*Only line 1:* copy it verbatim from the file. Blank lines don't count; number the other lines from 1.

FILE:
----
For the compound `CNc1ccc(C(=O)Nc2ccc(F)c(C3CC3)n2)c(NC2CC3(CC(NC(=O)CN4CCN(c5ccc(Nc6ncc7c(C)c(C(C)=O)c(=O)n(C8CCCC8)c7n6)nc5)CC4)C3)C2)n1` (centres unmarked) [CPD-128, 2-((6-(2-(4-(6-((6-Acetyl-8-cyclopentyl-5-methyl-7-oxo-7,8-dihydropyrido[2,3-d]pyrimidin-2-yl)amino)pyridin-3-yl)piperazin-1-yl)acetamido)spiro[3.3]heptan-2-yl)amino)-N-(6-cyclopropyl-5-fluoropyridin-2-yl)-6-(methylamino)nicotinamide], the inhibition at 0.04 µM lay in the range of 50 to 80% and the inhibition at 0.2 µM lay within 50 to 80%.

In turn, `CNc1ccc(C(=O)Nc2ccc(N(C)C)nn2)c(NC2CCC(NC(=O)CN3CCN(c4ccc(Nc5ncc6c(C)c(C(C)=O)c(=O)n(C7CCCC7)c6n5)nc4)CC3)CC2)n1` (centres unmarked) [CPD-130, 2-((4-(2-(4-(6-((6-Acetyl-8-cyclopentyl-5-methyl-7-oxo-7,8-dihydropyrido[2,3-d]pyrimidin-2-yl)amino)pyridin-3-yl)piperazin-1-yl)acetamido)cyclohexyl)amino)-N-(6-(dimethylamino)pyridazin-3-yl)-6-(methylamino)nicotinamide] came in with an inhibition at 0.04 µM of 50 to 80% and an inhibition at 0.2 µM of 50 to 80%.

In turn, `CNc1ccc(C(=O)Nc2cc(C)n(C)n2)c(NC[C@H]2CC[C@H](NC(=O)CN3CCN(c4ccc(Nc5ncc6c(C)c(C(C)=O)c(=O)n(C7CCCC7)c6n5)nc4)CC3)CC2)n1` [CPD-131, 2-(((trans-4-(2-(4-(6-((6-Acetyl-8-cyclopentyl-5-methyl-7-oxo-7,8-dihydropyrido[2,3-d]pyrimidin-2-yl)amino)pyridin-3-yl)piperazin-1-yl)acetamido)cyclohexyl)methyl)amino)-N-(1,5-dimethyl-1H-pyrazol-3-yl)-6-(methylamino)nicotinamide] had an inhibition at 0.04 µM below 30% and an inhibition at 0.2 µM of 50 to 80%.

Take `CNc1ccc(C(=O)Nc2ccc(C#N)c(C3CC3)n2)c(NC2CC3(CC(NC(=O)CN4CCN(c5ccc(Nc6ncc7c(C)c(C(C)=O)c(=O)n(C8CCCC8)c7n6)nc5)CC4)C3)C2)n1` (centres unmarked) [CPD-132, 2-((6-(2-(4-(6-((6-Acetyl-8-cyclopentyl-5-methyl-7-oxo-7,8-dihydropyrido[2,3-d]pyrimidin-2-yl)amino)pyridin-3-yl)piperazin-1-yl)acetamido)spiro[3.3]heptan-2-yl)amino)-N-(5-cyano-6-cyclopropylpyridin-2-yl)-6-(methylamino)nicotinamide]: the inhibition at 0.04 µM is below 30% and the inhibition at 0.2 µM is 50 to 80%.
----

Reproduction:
For the compound `CNc1ccc(C(=O)Nc2ccc(F)c(C3CC3)n2)c(NC2CC3(CC(NC(=O)CN4CCN(c5ccc(Nc6ncc7c(C)c(C(C)=O)c(=O)n(C8CCCC8)c7n6)nc5)CC4)C3)C2)n1` (centres unmarked) [CPD-128, 2-((6-(2-(4-(6-((6-Acetyl-8-cyclopentyl-5-methyl-7-oxo-7,8-dihydropyrido[2,3-d]pyrimidin-2-yl)amino)pyridin-3-yl)piperazin-1-yl)acetamido)spiro[3.3]heptan-2-yl)amino)-N-(6-cyclopropyl-5-fluoropyridin-2-yl)-6-(methylamino)nicotinamide], the inhibition at 0.04 µM lay in the range of 50 to 80% and the inhibition at 0.2 µM lay within 50 to 80%.